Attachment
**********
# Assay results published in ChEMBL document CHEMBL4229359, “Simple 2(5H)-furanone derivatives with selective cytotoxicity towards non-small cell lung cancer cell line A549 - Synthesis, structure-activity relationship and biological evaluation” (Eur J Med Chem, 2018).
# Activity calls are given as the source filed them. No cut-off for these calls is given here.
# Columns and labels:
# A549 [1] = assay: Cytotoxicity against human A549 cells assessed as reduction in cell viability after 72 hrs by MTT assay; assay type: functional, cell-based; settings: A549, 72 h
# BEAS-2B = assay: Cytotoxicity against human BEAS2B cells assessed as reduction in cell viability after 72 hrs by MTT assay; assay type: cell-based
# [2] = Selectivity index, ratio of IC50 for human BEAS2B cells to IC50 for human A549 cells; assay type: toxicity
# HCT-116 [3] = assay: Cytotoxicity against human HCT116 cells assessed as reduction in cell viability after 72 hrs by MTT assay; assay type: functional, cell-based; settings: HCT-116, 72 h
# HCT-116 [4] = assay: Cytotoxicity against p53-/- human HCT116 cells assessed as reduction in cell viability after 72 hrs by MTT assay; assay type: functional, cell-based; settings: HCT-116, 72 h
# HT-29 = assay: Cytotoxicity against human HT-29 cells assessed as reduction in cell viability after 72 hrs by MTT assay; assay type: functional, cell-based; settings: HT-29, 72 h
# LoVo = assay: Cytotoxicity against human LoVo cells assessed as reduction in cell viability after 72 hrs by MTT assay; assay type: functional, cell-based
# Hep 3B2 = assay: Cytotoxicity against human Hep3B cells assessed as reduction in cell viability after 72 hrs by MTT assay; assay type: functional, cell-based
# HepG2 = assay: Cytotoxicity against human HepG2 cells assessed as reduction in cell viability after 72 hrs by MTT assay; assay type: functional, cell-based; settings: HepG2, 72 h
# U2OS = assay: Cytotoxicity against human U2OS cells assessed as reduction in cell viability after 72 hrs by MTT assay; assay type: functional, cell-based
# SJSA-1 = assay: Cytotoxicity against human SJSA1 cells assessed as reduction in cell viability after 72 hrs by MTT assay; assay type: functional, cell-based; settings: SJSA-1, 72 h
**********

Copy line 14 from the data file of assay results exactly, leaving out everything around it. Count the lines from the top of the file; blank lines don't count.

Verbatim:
# SJSA-1 = assay: Cytotoxicity against human SJSA1 cells assessed as reduction in cell viability after 72 hrs by MTT assay; assay type: functional, cell-based; settings: SJSA-1, 72 h